Just over a year on from the messy debacle that was Roy Hodgson’s departure and the equally messy appointment process of Mark Hughes as successor, Fulham fans could be forgiven for cursing in exasperated frustration when the news broke on June 2nd that Mark Hughes had walked out on the club. A year on from one of the most frustrating off-season periods in recent memory and we were back to square one.
It is still unclear as to exactly why Mark Hughes chose to leave a post to which he had repeatedly expressed his commitment towards the end of last season when speculation over his future began to mount. Whether he thought he would walk into the vacant Villa job or was unhappy with the transfer budget allocated for the summer, this observer was disappointed to see him go. Whilst some may not necessarily have warmed to Hughes as a person, his performance as a football manager was admirable as he steered us from a position that looked nothing short of perilous at Christmas to our second highest ever placing of 8th, playing some superb football along the way and even mustering a string of away wins.
But the reality is that Mr. Hughes is now nothing more than a short footnote in the long history of FFC, with the club doing itself credit by swiftly moving to appoint Martin Jol in his place, ironically the man who we so desperately tried to prise from Ajax’s clutches prior to Hughes’ appointment. Jol was probably the stand-out name from the list of candidates available and so it isn’t really possible to lament his appointment; there is no denying the quality of his work in leading Spurs to two successive 5th positions, before admittedly going somewhat off the rails after losing the trust of the board. Interestingly, the perceptions of Jol in England and in continental Europe don’t really match up; popular and highly rated on these shores, doubts persist over his managerial abilities on the mainland, no doubt fuelled by two unspectacular and somewhat under-whelming spells in charge of Hamburg and Ajax. Jol has a point to prove and a reputation to re-invigorate, and this can only be to Fulham’s benefit.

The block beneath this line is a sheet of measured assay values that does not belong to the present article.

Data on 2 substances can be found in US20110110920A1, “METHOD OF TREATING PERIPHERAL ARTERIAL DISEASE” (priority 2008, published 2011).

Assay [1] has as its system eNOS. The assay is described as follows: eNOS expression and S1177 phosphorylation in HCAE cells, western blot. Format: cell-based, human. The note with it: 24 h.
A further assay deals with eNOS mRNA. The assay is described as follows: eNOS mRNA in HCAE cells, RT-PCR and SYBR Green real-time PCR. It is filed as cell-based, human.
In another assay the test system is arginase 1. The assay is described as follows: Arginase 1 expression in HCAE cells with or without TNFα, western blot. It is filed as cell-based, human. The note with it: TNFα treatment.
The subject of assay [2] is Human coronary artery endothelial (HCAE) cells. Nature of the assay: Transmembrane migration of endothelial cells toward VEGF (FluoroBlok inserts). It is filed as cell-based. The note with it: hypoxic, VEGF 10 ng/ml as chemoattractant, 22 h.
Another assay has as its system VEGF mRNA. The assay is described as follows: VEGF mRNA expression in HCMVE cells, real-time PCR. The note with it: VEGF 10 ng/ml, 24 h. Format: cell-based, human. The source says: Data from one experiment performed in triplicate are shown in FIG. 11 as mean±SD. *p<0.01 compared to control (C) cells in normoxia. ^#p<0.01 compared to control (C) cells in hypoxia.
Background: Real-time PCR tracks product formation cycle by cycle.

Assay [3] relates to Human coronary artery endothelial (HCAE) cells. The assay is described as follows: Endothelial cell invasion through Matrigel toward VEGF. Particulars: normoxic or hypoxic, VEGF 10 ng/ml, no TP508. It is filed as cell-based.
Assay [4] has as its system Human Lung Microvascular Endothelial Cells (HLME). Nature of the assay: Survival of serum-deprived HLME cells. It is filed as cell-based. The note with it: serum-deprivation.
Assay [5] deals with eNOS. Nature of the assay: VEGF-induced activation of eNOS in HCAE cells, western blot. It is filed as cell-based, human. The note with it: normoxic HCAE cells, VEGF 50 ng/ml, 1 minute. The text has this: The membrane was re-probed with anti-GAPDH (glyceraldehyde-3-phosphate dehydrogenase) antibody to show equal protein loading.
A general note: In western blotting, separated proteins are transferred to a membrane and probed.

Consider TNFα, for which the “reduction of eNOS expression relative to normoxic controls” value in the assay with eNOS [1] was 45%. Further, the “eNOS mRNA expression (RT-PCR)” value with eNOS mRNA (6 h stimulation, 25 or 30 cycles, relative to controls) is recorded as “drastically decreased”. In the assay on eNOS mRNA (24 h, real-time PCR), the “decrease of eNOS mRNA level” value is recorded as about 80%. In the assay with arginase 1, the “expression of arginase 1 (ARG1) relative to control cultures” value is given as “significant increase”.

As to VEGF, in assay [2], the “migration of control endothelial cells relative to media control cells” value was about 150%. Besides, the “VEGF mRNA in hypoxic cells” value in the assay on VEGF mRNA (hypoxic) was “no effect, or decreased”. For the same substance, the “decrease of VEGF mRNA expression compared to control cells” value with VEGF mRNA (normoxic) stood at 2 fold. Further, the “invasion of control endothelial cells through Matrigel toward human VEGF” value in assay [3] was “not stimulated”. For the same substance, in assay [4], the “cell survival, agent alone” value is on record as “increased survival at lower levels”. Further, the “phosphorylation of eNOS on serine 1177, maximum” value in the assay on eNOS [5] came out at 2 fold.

So what can the Fulham faithful expect from their team this coming season? Well, in all honesty it’s very difficult to know. In terms of playing style, Jol has a reputation for forward-thinking, positive play but is also known to use traditional wingers, a strategy at odds with our preference for inverted wide midfielders in the shape of Duff and Dempsey over the past couple of seasons. With the transfer budget unlikely to stretch to two additions in this department, it will be interesting to see whether Jol will stick with the tried-and-tested system or perhaps use Mousa Dembele, whose pace and dribbling prowess are undoubted, in a wider berth compared to the more central positions in which he was often deployed by Hughes.